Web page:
It’s Not Time To Eulogize The Old Order

Pundits like Thomas Friedman struggle with premature prognostication.

While there has been a lot of speculation in the last several days, before and after the Russian invasion of Ukraine started, about the end of the “old order” in international relations, it’s way, way too early to declare the patient dead. In fact, every sign today seems to point in the other direction. Commitment to NATO is stronger than ever among its members, and more countries want in. Germany is increasing its military spending, and it is willing to send military aid to Ukraine. World opinion has rallied behind Ukraine, and against Putin. In Russia, demonstrators are willing to step out of the shadow of the Putin autocracy to oppose the invasion, at great risk to themselves. Economic sanctions are already hurting Russia, to the tune of a 20% key interest rate, a partial cut-off from SWIFT, the cancellation of Russian flights to international airports, and other immediate consequences. Zelensky has not fled the country, so Ukrainian morale remains high. And so on.

It’s way too early to say whether these trends will continue. It does look bad for Putin’s invasion, but no one can say for sure what the coming days, weeks, or months will bring. It is, however, way, way too early to say that the post-Cold War order has failed. Maybe the countries who operated according to the rules of the system, or the system itself as some impersonal historical force, failed to deter this invasion, but that’s not a sign that the system has failed.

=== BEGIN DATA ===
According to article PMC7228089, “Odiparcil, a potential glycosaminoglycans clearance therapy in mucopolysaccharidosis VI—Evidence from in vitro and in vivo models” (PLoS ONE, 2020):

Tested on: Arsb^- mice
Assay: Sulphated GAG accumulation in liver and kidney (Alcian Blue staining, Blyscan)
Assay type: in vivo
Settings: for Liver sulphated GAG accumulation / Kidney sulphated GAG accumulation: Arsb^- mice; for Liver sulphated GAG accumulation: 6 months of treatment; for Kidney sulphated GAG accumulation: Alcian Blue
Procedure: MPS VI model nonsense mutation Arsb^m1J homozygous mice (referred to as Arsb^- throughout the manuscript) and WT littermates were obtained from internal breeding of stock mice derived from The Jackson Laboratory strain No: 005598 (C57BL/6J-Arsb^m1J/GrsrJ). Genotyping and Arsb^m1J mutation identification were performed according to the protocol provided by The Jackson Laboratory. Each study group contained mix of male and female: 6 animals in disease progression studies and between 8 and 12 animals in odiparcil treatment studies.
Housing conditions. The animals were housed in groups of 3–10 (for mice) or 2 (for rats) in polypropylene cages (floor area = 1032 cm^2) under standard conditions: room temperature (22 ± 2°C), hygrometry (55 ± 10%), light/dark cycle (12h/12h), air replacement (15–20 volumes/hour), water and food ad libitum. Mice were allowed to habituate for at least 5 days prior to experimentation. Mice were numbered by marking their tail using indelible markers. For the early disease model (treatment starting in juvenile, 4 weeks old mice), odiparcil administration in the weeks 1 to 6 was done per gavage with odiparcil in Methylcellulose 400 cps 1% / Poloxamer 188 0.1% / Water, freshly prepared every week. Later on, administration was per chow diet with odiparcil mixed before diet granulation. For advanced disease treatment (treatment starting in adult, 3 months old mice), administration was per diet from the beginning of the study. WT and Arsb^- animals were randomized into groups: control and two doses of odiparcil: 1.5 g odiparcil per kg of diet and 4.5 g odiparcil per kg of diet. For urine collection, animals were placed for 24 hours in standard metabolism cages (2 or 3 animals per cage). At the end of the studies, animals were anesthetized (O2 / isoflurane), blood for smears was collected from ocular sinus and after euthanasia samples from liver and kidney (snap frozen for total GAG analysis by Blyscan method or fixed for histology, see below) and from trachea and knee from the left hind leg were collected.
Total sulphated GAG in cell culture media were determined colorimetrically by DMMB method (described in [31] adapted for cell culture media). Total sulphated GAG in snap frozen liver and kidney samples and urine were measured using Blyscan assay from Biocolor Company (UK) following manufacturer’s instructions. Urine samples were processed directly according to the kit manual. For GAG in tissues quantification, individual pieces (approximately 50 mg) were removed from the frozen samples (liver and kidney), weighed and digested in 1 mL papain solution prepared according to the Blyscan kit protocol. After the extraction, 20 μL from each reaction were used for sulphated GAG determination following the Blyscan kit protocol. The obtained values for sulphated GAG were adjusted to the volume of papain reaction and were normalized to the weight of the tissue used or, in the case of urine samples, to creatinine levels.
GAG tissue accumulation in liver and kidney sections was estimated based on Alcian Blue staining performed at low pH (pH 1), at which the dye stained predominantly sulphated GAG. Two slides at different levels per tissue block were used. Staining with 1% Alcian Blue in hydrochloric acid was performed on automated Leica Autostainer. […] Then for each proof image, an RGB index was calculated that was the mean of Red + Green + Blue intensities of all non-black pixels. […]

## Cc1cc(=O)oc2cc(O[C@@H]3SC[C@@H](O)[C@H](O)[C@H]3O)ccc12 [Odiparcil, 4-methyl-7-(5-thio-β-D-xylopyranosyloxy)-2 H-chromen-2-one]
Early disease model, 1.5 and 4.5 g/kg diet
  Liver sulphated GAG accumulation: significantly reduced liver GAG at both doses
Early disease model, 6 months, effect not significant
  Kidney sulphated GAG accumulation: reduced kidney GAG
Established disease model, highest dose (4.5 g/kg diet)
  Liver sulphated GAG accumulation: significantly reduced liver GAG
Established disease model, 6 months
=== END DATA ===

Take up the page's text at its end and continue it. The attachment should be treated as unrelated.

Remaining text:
As a point of comparison, let’s look at the classic European balance of power, the “international order” that immediately comes to mind for political science wonks such as myself. The rules of that system were simple: no country should ever become a hegemon, dominating the other countries, despite their momentary or systemic advantages (Britain’s fleet, Russia’s population, Germany’s industry, revolutionary and Napoleonic France’s zeal, etc.). If anyone were to try to flip the European table, everyone else would, or should, rally to put it back to where it was.

And that’s exactly the outcome that occurred, even when some nations got painfully close to achieving hegemony. The fact that countries were willing to roll the dice and try to wreck the international order was not a sign that the order itself was irreparably broken. Whether the gambler was Louis XIV, Frederick the Great, or Napoleon, the nations of Europe eventually restored the balance — perhaps not exactly to the status quo ante, but without one nation clearly on top. It might have taken years to achieve that result, and the early days of those conflicts may have given cause for despair. However, a system that lasted a century or two, until weakened by German unification, and then smashed by two world wars, can boast a pretty good track record.